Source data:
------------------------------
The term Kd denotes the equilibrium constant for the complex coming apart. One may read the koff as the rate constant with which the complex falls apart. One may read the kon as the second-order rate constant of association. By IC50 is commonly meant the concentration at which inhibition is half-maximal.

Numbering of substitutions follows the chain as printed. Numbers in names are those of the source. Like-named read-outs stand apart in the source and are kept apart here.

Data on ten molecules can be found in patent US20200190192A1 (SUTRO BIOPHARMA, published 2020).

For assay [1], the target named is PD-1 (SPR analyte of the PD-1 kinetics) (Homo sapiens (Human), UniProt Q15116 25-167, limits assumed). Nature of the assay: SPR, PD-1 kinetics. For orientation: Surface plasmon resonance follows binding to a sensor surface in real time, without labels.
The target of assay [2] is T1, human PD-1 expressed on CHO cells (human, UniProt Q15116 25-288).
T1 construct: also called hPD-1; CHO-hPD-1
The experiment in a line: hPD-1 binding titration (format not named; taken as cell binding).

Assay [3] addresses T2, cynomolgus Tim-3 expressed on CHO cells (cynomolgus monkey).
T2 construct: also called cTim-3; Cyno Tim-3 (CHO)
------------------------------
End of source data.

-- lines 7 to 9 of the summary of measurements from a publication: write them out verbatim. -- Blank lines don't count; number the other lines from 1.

The experiment in a line: hPD-1 binding titration (format not named; taken as cell binding).

Assay [3] addresses T2, cynomolgus Tim-3 expressed on CHO cells (cynomolgus monkey).
T2 construct: also called cTim-3; Cyno Tim-3 (CHO)